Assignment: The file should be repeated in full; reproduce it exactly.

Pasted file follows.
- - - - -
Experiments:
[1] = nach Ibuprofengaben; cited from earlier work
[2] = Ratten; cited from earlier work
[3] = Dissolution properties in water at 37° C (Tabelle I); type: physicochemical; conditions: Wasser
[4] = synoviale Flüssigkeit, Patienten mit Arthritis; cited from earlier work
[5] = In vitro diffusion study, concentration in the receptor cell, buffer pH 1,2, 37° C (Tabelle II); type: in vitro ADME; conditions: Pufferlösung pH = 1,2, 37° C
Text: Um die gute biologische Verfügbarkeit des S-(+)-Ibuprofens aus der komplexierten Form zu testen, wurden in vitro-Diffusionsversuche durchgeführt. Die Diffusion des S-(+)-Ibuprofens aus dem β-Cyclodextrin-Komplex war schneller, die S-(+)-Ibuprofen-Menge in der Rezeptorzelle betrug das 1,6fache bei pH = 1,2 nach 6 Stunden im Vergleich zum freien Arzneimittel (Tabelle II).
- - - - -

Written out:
Experiments:
[1] = nach Ibuprofengaben; cited from earlier work
[2] = Ratten; cited from earlier work
[3] = Dissolution properties in water at 37° C (Tabelle I); type: physicochemical; conditions: Wasser
[4] = synoviale Flüssigkeit, Patienten mit Arthritis; cited from earlier work
[5] = In vitro diffusion study, concentration in the receptor cell, buffer pH 1,2, 37° C (Tabelle II); type: in vitro ADME; conditions: Pufferlösung pH = 1,2, 37° C
Text: Um die gute biologische Verfügbarkeit des S-(+)-Ibuprofens aus der komplexierten Form zu testen, wurden in vitro-Diffusionsversuche durchgeführt. Die Diffusion des S-(+)-Ibuprofens aus dem β-Cyclodextrin-Komplex war schneller, die S-(+)-Ibuprofen-Menge in der Rezeptorzelle betrug das 1,6fache bei pH = 1,2 nach 6 Stunden im Vergleich zum freien Arzneimittel (Tabelle II).